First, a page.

State Department lays down more rules for private security contractors in Iraq

[JURIST] The US State Department Tuesday laid down [press release] additional rules and procedures governing the operation of US private security contractors working with its personnel in Iraq. The new rules, supplementing a series of interim measures [JURIST report] announced earlier this month, are likewise based on the recommendations of a report [PDF text] by the Secretary of State's Panel on Personal Protective Services set up after Blackwater [corporate website; JURIST news archive] company guards working for the State Department killed up to 13 civilians in Baghdad's Nisoor Square on September 16. Contractors will now be required to provide a certain number of Arabic-speaking employees and to provide their employees more comprehensive training. Private security guards will also be subject to stricter rules regarding the use of force. An Embassy Joint Incident Review Board will be set up to investigate incidents where deadly force is used.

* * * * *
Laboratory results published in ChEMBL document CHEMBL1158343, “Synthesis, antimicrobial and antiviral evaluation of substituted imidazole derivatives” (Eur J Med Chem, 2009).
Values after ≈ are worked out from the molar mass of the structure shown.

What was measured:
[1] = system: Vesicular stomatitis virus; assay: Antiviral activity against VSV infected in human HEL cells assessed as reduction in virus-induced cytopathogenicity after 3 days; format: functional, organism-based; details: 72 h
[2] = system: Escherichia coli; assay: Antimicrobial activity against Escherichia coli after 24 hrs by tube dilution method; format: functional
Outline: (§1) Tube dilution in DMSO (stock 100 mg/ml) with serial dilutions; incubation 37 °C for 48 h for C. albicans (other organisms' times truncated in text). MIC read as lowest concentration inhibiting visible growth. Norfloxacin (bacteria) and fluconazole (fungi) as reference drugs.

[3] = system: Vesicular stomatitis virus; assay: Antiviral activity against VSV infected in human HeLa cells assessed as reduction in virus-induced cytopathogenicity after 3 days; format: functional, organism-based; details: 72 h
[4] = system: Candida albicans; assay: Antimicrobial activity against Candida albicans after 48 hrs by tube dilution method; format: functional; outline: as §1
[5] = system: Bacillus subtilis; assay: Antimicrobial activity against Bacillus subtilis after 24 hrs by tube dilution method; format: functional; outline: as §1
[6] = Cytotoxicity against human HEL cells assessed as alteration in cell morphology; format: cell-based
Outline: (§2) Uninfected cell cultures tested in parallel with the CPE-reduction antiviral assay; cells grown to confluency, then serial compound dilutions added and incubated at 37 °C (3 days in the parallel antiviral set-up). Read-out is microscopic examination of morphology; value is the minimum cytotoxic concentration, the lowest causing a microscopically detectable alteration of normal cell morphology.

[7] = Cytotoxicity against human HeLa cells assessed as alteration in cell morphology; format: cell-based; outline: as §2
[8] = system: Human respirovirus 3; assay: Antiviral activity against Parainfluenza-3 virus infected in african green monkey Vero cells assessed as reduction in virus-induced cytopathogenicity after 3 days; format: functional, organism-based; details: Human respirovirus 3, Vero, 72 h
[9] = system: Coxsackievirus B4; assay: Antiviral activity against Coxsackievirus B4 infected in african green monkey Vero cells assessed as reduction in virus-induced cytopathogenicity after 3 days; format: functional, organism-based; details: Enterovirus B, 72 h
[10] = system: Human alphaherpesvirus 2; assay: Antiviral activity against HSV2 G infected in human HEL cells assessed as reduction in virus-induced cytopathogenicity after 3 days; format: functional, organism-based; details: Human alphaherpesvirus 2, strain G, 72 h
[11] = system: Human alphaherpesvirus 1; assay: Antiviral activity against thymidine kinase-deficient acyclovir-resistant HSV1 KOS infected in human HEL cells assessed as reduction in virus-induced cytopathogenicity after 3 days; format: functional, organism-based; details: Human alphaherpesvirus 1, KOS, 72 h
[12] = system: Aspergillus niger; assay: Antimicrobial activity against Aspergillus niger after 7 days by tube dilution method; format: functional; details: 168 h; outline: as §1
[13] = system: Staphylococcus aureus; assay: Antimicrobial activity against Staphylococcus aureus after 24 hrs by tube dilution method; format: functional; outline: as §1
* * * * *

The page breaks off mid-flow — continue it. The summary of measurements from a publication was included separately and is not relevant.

Panel head Patrick Kennedy said that the rules were needed to establish a legal framework [briefing transcript] to better restrain and police private security firms; the firms have largely operated free from oversight due to legal loopholes [JURIST report]. In response to the September 16 incident, the Iraqi government said it had revoked Blackwater's operating license [WP report]. Blackwater maintains that the shootings were provoked [JURIST report], and has made long-term plans to stay in Iraq, despite the Iraqi action. Reuters has more.



 

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